Coastal Subsidence Induced Several Tsunamis During the 2018 Sulawesi Earthquake
Taro Arikawa*1,, Abdul Muhari*2, Yoshihiro Okumura*3, Yuji Dohi*4, Bagus Afriyanto*2, Karina Aprilia Sujatmiko*5, and Fumihiko Imamura*6
*1Department of Civil and Environmental Engineering, Faculty of Science and Engineering, Chuo University
1-13-27 Kasuga, Bunkyo-ku, Tokyo 112-8551, Japan
*2Ministry of Marine Affairs and Fisheries, Jakarta, Indonesia
*3Kansai University, Osaka, Japan
*4National Research Institute for Earth Science and Disaster Resilience, Ibaraki, Japan
*5Institut Teknologi Bandung, West Java, Indonesia
*6International Research Institute of Disaster Sciences (IRIDeS), Tohoku University, Miyagi, Japan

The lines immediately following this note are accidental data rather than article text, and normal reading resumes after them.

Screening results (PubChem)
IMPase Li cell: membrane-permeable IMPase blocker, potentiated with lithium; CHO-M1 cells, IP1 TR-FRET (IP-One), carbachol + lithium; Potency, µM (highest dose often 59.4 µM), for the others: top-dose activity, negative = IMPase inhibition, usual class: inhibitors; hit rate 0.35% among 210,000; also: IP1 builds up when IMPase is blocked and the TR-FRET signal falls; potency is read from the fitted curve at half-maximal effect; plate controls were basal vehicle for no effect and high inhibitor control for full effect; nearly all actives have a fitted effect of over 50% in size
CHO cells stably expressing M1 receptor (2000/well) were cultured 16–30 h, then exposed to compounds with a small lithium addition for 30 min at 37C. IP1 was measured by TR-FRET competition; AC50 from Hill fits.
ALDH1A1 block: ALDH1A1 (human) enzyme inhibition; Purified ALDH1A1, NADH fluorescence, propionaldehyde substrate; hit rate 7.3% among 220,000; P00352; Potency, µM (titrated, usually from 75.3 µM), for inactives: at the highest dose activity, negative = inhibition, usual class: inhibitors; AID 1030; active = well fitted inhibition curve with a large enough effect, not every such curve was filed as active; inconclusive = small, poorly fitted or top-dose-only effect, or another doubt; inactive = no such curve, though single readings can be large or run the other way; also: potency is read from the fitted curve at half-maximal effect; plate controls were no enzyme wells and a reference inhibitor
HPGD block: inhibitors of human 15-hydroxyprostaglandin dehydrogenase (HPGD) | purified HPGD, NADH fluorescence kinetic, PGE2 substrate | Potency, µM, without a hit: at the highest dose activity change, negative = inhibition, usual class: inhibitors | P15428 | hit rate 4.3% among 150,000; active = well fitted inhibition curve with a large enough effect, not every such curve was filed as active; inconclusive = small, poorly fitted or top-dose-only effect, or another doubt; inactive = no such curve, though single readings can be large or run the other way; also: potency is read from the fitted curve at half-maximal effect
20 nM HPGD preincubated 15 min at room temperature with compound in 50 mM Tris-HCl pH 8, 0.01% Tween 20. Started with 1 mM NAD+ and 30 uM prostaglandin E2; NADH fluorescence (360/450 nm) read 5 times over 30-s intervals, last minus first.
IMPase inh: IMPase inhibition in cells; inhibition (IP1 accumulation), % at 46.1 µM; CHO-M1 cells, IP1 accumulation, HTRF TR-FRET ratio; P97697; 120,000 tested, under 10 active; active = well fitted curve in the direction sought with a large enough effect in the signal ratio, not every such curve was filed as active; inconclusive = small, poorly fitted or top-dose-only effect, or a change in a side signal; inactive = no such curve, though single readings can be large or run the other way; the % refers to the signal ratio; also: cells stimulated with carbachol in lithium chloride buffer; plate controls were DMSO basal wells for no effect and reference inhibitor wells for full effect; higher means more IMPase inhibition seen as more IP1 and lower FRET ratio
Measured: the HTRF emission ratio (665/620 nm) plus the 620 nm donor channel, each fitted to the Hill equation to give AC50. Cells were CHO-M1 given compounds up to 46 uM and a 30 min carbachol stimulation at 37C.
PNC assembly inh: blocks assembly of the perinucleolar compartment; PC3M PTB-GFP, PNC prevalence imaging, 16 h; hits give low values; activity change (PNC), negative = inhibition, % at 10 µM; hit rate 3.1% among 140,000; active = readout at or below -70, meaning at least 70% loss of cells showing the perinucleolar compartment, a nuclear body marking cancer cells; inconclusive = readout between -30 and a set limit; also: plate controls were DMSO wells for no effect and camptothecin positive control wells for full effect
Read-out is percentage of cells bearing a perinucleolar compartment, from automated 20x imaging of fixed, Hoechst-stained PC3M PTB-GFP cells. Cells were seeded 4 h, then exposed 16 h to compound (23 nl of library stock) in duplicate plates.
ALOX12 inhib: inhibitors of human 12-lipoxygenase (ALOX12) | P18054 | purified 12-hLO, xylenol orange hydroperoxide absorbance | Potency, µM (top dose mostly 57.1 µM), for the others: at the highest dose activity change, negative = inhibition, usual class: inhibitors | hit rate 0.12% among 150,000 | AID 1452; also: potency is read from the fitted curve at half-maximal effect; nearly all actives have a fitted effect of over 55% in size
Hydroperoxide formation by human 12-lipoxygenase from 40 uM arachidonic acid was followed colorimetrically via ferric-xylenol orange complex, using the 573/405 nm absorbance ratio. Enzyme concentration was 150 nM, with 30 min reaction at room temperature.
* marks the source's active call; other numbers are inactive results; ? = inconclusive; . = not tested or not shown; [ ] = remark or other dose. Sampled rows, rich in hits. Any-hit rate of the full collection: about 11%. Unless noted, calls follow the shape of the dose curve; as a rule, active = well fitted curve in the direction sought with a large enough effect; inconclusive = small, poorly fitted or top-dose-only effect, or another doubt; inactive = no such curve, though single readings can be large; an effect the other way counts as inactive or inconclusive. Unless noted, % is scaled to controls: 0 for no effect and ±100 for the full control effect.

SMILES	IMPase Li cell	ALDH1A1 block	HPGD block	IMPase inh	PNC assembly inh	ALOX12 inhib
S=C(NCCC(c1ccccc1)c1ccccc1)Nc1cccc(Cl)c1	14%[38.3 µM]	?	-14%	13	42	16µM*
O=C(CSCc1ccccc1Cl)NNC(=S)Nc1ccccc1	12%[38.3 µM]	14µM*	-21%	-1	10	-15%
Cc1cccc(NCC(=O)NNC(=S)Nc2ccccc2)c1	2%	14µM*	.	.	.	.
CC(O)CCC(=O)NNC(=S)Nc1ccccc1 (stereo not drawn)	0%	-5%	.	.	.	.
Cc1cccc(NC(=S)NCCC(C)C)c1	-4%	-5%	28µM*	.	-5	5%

The height of the tsunami caused by the Sulawesi earthquake in 2018 was higher than that estimated from the magnitude of the earthquake, and its cause is not well understood. Although it is conceivable that tsunamis originated from landslides in several cases, it is not known whether landslides were occurring in the coastal area at the time. This report describes the results of a field survey conducted to investigate the traces of subsidence and the characteristics of the tsunami incidents in the bay far from the epicenter. Subsidence was observed at a minimum of seven points along the coast; in accord with the reports of eyewitnesses, this suggests that subsidence might have generated tsunamis.
-  A. Muhari, F. Imamura, T. Arikawa, A. Hakim, and B. Afriyanto, “Solving the Puzzle of the September 2018 Palu, Indonesia, Tsunami Mystery: Clues from the Tsunami Waveform and the Initial Field Survey Data,” J. Disaster Res., Vol.13, Sci. Comm., sc20181108, 2018.
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